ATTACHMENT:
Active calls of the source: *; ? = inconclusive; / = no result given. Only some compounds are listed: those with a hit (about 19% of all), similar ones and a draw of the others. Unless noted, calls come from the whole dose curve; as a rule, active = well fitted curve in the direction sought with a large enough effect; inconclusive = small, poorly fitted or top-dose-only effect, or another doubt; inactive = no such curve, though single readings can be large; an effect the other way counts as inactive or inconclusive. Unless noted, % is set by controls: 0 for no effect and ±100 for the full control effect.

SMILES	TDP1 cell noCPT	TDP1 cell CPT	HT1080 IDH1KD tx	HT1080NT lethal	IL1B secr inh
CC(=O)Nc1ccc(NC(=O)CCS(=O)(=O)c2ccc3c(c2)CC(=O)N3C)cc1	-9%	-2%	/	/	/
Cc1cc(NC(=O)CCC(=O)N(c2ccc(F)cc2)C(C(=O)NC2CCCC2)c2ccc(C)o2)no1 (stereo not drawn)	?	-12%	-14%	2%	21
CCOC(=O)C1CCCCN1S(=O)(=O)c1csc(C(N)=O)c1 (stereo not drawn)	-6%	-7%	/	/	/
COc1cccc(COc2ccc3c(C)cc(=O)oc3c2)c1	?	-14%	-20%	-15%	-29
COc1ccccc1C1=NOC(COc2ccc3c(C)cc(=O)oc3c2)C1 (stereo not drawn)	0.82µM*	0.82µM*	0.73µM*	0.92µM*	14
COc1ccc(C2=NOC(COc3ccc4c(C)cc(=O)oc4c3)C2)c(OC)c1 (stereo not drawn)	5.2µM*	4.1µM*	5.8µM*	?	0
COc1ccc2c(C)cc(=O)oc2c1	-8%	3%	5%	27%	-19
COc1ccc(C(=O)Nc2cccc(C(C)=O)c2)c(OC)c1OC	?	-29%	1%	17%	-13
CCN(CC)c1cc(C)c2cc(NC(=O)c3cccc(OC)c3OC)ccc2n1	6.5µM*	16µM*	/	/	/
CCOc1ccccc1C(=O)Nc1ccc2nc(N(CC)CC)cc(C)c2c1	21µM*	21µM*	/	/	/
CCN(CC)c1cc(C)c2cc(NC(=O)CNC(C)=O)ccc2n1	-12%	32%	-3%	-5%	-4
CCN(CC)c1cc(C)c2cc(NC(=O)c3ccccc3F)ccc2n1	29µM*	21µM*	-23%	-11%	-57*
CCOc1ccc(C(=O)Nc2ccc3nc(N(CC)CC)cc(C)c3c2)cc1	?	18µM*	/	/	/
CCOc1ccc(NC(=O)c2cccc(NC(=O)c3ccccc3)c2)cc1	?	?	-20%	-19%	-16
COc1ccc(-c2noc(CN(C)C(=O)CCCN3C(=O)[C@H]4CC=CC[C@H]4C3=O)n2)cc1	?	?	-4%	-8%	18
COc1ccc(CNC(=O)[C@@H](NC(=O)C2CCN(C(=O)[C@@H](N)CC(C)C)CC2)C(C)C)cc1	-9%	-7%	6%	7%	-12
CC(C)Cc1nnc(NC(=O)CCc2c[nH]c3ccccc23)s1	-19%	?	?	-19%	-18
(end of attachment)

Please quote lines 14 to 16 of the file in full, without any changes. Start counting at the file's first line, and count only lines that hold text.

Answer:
CCN(CC)c1cc(C)c2cc(NC(=O)c3ccccc3F)ccc2n1	29µM*	21µM*	-23%	-11%	-57*
CCOc1ccc(C(=O)Nc2ccc3nc(N(CC)CC)cc(C)c3c2)cc1	?	18µM*	/	/	/
CCOc1ccc(NC(=O)c2cccc(NC(=O)c3ccccc3)c2)cc1	?	?	-20%	-19%	-16